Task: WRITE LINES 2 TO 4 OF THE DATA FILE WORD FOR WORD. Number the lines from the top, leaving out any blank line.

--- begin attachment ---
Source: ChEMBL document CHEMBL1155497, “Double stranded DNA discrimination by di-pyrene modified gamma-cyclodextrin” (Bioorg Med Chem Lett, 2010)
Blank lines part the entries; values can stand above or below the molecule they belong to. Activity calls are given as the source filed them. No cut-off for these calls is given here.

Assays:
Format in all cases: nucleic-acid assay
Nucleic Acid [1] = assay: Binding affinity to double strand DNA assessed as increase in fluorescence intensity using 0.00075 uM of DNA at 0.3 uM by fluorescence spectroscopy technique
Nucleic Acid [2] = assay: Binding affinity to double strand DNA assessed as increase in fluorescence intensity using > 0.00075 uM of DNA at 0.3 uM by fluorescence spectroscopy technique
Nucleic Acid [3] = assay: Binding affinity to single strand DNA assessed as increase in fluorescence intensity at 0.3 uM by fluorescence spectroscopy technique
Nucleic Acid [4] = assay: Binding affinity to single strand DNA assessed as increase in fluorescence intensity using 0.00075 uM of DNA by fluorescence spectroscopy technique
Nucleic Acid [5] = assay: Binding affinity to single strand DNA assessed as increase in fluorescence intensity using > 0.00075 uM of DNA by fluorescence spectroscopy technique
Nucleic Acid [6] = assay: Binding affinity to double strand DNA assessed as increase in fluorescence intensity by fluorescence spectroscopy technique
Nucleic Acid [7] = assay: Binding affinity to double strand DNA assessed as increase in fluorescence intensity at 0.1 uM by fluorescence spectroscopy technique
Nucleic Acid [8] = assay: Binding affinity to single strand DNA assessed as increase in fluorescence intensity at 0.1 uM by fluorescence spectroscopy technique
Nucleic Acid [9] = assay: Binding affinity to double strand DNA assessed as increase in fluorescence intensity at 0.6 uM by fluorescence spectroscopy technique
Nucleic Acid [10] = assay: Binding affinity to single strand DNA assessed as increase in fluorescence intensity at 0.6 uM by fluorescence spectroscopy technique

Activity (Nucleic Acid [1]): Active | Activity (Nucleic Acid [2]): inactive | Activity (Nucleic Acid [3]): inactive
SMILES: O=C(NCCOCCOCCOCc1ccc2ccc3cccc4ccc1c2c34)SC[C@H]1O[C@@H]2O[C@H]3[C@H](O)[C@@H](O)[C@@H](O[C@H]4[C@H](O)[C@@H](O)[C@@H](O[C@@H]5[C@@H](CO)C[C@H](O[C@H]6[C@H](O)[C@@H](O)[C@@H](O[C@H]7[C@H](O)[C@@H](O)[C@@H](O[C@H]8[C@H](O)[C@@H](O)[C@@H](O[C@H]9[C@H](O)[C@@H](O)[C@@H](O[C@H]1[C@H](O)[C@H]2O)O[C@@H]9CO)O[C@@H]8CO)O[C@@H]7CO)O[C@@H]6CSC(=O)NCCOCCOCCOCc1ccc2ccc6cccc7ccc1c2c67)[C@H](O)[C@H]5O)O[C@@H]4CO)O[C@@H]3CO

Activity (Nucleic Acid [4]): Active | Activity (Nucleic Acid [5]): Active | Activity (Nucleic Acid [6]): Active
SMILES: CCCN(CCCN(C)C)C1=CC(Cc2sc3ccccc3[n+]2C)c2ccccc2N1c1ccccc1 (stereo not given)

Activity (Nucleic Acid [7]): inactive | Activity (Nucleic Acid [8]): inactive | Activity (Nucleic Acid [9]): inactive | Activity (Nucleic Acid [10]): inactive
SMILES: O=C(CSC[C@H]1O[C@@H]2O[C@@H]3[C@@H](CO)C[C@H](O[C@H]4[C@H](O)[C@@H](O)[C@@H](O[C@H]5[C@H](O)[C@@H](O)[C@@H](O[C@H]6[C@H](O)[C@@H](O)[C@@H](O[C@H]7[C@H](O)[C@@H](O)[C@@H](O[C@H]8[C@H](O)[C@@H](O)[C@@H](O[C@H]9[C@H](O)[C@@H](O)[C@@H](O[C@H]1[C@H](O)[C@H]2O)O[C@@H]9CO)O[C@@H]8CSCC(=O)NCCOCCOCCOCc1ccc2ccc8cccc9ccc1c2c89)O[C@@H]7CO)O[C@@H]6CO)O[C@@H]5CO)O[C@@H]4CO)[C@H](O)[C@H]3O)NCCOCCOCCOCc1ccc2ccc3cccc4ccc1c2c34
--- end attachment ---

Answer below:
Blank lines part the entries; values can stand above or below the molecule they belong to. Activity calls are given as the source filed them. No cut-off for these calls is given here.

Assays:
Format in all cases: nucleic-acid assay